And while I’m sure Lewis would pre­fer to believe “the thought we hate” is white suprema­cy, misog­y­ny, homo­pho­bia, trans­pho­bia, and anti­semitism, there’s nev­er been any evi­dence this is actu­al­ly the case.

Fred Hamp­ton, Mal­colm X, and Mar­tin Luther King Jr. were all assas­si­nat­ed and had been under active sur­veil­lance by var­i­ous law enforce­ment and domes­tic intel­li­gence agen­cies. Strom Thur­mond, David Duke, and Richard Spencer have noth­ing com­pa­ra­ble in their his­to­ries despite active­ly seek­ing to increase vio­lence on, forcibly expel, or exter­mi­nate non-white people.

Milo Yiannopoulus is a per­fect encap­su­la­tion of what the game real­ly is among the right when it comes to free speech and hat­ed speech.

You may remem­ber that Yiannopoulus was run­ning around “trig­ger­ing snowflakes” by doing stuff like open­ly tar­get­ing trans peo­ple for harass­ment, and engag­ing in ram­pant Islam­o­pho­bia, and grotesque misog­y­ny. He did such things while simul­ta­ne­ous­ly active­ly work­ing to laun­der white suprema­cist move­ments via Bre­it­bart so they’d be more palat­able to the wider media.

Right-wing extrem­ist orga­ni­za­tions such as the Uni­ver­si­ty of Wash­ing­ton Col­lege Repub­li­cans stuck by his side through all of this because, they said, they were com­mit­ted to free speech. Then it came out that he’d made some com­ments regard­ing the “arbi­trary and oppres­sive idea of con­sent” as it applied to chil­dren with suf­fi­cient­ly devel­oped gen­i­talia.

Free speech, chal­leng­ing lib­er­al ortho­doxy, upend­ing polite sensibility—but only so long as that’s work­ing to fur­ther geno­cide and harass vul­ner­a­ble peo­ple, not some­thing the bil­lion­aire Mer­cers actu­al­ly had a prob­lem with like full-throat­ed endorse­ments of pedophilia.

No one called it new Stal­in­ism or PC cul­ture run amok when folks stopped want­i­ng to book a child sex­u­al assault apol­o­gist. It was­n’t “can­cel cul­ture” to can­cel events sched­uled for a per­son who had sup­port­ed some­thing so awful.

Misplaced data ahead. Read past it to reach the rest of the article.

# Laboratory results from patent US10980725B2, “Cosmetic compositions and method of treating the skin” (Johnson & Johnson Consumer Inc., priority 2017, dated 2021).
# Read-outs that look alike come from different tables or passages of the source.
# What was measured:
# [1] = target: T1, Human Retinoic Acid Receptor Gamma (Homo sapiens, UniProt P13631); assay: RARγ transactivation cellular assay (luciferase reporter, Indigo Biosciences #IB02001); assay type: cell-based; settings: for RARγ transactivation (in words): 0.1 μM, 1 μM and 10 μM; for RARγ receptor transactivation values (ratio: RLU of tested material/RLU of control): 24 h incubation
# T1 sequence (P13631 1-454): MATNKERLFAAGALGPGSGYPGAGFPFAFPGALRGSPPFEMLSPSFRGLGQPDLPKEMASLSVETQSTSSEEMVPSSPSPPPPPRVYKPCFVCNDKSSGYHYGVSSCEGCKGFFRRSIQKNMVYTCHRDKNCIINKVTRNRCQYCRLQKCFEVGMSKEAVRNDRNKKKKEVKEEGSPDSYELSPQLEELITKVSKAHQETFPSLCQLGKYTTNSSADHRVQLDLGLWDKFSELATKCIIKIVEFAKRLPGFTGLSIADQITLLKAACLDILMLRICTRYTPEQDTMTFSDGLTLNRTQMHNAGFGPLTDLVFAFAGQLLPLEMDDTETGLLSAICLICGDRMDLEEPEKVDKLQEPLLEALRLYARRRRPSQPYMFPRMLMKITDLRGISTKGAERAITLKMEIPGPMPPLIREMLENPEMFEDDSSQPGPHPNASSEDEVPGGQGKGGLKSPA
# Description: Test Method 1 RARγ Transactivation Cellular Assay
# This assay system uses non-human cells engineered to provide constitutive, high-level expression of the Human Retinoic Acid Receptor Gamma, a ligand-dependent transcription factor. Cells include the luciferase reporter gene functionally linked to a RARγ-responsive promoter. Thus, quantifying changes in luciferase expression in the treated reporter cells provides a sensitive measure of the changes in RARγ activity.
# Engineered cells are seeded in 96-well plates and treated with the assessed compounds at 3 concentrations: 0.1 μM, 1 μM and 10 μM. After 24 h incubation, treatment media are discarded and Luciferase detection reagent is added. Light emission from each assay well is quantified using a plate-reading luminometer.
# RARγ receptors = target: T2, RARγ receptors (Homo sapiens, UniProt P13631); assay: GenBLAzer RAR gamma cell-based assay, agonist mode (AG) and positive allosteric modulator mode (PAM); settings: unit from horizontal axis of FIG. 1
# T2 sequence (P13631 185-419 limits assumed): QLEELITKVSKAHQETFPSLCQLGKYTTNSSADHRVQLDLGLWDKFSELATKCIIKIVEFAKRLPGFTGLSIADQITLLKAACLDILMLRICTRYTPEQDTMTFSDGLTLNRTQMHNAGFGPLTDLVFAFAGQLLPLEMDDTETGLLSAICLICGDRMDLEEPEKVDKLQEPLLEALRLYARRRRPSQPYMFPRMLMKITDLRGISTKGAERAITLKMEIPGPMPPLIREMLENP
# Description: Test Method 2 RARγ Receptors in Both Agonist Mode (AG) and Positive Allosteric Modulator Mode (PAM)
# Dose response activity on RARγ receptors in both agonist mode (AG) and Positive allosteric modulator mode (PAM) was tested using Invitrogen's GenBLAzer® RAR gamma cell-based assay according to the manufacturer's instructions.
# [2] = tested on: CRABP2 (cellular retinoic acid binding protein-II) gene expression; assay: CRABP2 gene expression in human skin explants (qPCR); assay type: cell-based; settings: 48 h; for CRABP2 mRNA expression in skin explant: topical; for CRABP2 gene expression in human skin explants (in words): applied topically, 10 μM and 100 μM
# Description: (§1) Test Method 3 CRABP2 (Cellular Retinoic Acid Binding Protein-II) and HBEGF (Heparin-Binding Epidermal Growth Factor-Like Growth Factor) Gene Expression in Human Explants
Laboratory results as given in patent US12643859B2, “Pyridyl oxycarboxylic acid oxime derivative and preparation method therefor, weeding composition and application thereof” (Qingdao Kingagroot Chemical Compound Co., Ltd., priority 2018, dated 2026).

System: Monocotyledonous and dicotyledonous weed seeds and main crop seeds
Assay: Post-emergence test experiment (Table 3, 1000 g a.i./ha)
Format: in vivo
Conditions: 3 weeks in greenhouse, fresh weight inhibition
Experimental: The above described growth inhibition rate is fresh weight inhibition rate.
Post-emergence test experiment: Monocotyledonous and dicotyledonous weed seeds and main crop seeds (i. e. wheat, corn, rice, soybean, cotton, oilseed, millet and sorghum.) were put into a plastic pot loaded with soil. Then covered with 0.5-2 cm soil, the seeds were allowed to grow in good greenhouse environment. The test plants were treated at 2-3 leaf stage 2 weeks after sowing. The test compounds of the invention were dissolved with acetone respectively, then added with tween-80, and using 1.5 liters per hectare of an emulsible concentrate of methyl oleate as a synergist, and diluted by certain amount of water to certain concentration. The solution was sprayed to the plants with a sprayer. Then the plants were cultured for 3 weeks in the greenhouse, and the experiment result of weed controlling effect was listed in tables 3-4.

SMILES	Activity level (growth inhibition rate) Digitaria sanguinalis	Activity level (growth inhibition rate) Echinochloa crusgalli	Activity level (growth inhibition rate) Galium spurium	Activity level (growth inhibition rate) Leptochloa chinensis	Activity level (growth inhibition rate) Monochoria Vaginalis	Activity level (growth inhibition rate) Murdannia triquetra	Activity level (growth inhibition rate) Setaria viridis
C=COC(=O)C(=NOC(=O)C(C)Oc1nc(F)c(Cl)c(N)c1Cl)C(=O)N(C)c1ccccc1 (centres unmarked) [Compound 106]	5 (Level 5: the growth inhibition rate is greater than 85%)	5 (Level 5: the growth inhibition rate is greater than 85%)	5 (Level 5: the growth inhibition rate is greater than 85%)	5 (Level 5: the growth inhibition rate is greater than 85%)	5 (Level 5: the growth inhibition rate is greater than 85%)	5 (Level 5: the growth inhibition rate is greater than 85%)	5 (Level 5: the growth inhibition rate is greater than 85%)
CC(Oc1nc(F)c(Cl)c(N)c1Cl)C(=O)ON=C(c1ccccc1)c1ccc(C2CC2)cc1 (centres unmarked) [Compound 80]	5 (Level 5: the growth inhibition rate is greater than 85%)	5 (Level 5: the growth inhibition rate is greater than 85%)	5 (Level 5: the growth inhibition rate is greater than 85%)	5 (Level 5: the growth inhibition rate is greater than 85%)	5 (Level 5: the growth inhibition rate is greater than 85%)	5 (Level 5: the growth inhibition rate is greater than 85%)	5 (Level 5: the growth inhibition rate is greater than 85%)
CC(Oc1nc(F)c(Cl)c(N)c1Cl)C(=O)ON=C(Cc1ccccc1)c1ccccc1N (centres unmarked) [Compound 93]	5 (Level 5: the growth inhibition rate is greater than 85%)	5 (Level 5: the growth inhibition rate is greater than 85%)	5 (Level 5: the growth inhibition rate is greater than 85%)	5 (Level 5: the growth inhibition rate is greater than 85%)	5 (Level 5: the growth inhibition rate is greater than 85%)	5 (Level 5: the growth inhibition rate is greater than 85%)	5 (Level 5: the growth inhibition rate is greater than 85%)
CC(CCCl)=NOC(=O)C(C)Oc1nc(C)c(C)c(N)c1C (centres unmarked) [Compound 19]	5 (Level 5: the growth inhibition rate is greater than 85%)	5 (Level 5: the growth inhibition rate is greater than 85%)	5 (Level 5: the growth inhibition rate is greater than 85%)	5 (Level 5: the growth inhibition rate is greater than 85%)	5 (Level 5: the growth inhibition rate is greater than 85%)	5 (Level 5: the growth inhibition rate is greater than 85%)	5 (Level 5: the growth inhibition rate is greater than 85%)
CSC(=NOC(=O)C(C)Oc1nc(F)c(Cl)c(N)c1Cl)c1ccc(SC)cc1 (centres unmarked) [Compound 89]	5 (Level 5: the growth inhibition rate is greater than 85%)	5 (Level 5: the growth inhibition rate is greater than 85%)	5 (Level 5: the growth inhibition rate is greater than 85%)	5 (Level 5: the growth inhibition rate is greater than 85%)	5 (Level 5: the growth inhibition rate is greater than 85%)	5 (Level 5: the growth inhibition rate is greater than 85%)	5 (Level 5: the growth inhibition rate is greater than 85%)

It crushed Yiannopoulus to his plat­forms to grift while simul­ta­ne­ous­ly los­ing his pow­er­ful finan­cial back­ers, which is where these two issues dovetail.

Bil­lion­aires have much more pow­er than you or me because the Supreme Court has decid­ed that mon­ey is speech. Bil­lion­aires can buy com­mu­ni­ca­tions com­pa­nies to con­trol them as well as buy advertisements.

They can influ­ence politi­cians— much more than unions because work­ers don’t get to “opt out” of their sur­plus-val­ue going to enrich busi­ness own­ers or “opt in” to allow those same busi­ness own­ers to use oth­er mon­ey to lob­by governments.

And on top of this, bil­lion­aires are not influ­enc­ing accord­ing to var­ied idio­syn­crasies like forc­ing tele­vi­sion sta­tions to air video from their wed­ding recep­tion, paint­ing gov­ern­ment build­ings pink, or cen­sor­ing com­mu­ni­ca­tion that includes the let­ter “V”. It’s spend­ing all of their wealth to pro­tect and extend pow­er struc­tures that let them gain their wealth in the first place.

This is why chil­dren dying in camps requires civil­i­ty, but the idea of a wealth tax is rev­o­lu­tion­ary bar­barism: only one is actu­al­ly a threat to our oligarchs.

Moskow­itz’s book, by cen­ter­ing pow­er in the eval­u­a­tion of speech’s free­dom, reframes how some­one who sup­ports the ide­al of free speech ought to focus themselves.

The ACLU does not have unlim­it­ed resources. Every time it throws some of those resources toward Nazis, it comes at the expense of DAPL pro­tes­tors arrest­ed for stand­ing on their own land, Black Lives Mat­ter orga­niz­ers per­son­al­ly sued for the actions of any­one in their march, or trans peo­ple fired for existing.

Nor do you, with your time, atten­tion, or ener­gy have unlim­it­ed resources. Whether it’s tone-polic­ing col­lege stu­dents who want to feel safe from phys­i­cal dan­ger on their own cam­pus­es or show­ing sol­i­dar­i­ty with white suprema­cists under the guise of free speech, it’s not a neu­tral act, regard­less of what­ev­er appeals to neu­tral­i­ty you want to make. Free speech does not exist, it nev­er has exist­ed, and it prob­a­bly nev­er can exist under the cur­rent system.

So if you’re going to go out of your way to advo­cate for some­thing, the least you can do is come up with a rea­son for the thing you’re actu­al­ly advo­cat­ing for rather than hid­ing behind a fan­ta­sy to avoid acknowl­edg­ing what you support.